Single Life; Dating

The New Relationship After Divorce

The New Relationship After Divorce

My BF stayed the weekend at my house and no one died – so, there’s that.

It was awkward, but not lethal.

In the making of my new life, I’ve taken my time to decide what I want and lay down its foundation. I’ve come to the harsh reality that a new relationship, and inviting someone else in, needs to be a part.

We’re not meant to do life alone, even though there are places in me that scream it would be much easier that way.

My post-divorce checklist looks something like this:

Taking Your Best Steps After Divorce: An Interview with Life Coach, Suzy Garber

Taking Your Best Steps After Divorce: An Interview with Life Coach, Suzy Garber

How do you know you’re ready to date after divorce? What steps should you take to overcome fear? What can be done to prevent past mistakes and set you up for future success?  This week I sat down with certified life coach, Suzy Garber to discuss how to thrive during (and after) life’s transitions.

Life coaching can benefit many. Suzy is offering 1 free coaching sessions for any readers of Unchained who are curious about the differences life coaching can make.

Dating After Divorce: What’s on Your List?

I was on an obscure island in the middle of the Bahamas. A series of planes and watercraft had gotten us to this point today and I was, at last, sitting on the beautiful oversized porch of a rather large bungalow almost in the middle of the ocean. It had been a long day, but the stillness of the air and rush of the cresting waves told me the trip would be worth it.  

We were on an extended family vacation - the day had been a flurry – rooms were assigned, groceries and gear unpacked. The kids were all fed and asleep and the house was quiet.  I love that place in the day. My brother and I decided to take it to the porch to visit without the risk of waking the whole house. He was in and out, attempting to light a cigar on the electric stove in the kitchen. My brother is not a quiet guy and so I watched from outside while he and his wife exchanged words about the cacophony that had awakened her– I think the smoke alarm might have gone off at one point.

The exchange was fun to watch and I laughed a little under my breath, a part of me grateful I didn’t have to be the explainer - and even more grateful I wasn’t the complainer – right now in a relationship.

Eventually, he emerged from the kitchen, lit cigar in hand. He had fought the stove and won.

Our conversation began as it mostly does – we talked about work, about the kids and the family. We went through the things that were good – and things that were not so good. And then the inevitable question since my divorce almost a year prior… how was my dating life?

It’s a fair ask. Everyone is very curious to know who they’ll be sharing Christmas and Thanksgiving with for the rest of their lives. Plus, he cares. If we’re being honest, he was probably a little worried.

He said he was surprised I wasn’t seeing anyone seriously- he was sure I’d practically be remarried by now. I understood why. My entire teenage and young adult life had been consumed with being in one relationship after another.  I’m sure it was strange for my family to watch as I was clearly choosing to remain single.  I did a lot of soul searching in the years leading up to my divorce.  One thing I discovered was my relationship hopping had less to do with me being in love and more to do with me running from pain - the pain of life, the pain of rejection, and the pain of real love that didn’t work out.  I used relationships to medicate. And I wasn’t willing to do that anymore.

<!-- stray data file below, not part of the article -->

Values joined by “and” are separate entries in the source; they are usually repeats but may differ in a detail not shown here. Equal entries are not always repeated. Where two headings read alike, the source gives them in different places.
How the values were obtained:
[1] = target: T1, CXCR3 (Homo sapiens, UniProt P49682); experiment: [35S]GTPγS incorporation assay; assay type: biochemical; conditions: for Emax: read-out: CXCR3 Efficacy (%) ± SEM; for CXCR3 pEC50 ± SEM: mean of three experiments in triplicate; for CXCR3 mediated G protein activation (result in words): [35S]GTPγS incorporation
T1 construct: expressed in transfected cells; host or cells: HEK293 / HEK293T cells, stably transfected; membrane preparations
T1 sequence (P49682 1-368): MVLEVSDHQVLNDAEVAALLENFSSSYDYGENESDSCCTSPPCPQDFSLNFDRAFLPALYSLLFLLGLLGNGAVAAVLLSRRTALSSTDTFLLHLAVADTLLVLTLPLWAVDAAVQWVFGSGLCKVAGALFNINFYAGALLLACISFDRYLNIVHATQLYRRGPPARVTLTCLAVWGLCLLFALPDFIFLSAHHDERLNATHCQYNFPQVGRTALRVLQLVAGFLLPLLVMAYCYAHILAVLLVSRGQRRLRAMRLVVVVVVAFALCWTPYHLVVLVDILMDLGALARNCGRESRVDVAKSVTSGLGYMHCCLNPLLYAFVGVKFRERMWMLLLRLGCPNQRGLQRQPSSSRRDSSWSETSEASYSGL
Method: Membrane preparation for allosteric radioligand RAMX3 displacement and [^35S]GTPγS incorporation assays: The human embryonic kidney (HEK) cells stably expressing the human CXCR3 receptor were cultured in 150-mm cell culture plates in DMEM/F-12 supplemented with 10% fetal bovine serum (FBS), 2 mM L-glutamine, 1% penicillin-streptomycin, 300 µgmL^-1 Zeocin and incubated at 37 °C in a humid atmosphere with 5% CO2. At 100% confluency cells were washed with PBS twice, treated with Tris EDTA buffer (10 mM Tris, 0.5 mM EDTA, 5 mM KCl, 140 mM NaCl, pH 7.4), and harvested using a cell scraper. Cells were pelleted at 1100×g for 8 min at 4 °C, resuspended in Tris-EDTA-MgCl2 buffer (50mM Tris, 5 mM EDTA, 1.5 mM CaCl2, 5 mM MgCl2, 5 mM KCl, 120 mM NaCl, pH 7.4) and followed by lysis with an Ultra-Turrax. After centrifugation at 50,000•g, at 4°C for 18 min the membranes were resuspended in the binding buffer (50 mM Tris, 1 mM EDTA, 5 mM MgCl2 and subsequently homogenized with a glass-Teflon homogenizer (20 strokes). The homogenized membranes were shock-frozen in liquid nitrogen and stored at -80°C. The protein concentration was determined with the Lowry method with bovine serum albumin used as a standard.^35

Plus, I told him, I am not going to settle.

He asked for an explanation.  

I have a list, a set of criteria that should be met before I settle down again. It’s not about finding perfection in someone else. It’s more about me, and knowing who I am and what I want out of life. Knowing that I deserve to be in a healthy relationship – I deserve to be loved well. And knowing that I have a lot of value to add to someone else’s life. I don’t feel guilty about this; I don’t think it’s ostentatious or unreasonable.

This will take time - patience is not really my thing (for those who know me well, you can stop laughing now). But the fact is, I’m doing great on my own, and I’m comfortable keeping it that way until it all happens for me again.

I think everyone out there dating should have a list. Here is mine:

  1. He must be smarter than me (according to my brother, this eliminates ½ of the eligible population – good brother).
  2. He must be funnier than me (we both agreed, having both #1 and #2 would constitute a freak of nature – never happen, but a girl can dream).
  3. He needs to make more money than I do and be financially stable (sorry guys, yes this is a thing).
  4. He should have a high EQ and be on some journey of self-discovery; knowing who he is and what he wants out of life.
  5. Then of course, we would need to share connection on all fronts: intellectual, emotional, physical, and spiritual.

My brother took a slow draw on the cigar. He said, “Here’s the problem with your list. Guys like that find a way to stay with their wives. So the way I see it, you’ll either need to find a widower, or a son-of-a-bitch who has come to Jesus.” 

Ha! We began scouring the papers the next morning. ;-)

What’s on your list?

Don’t settle and make it great everyone!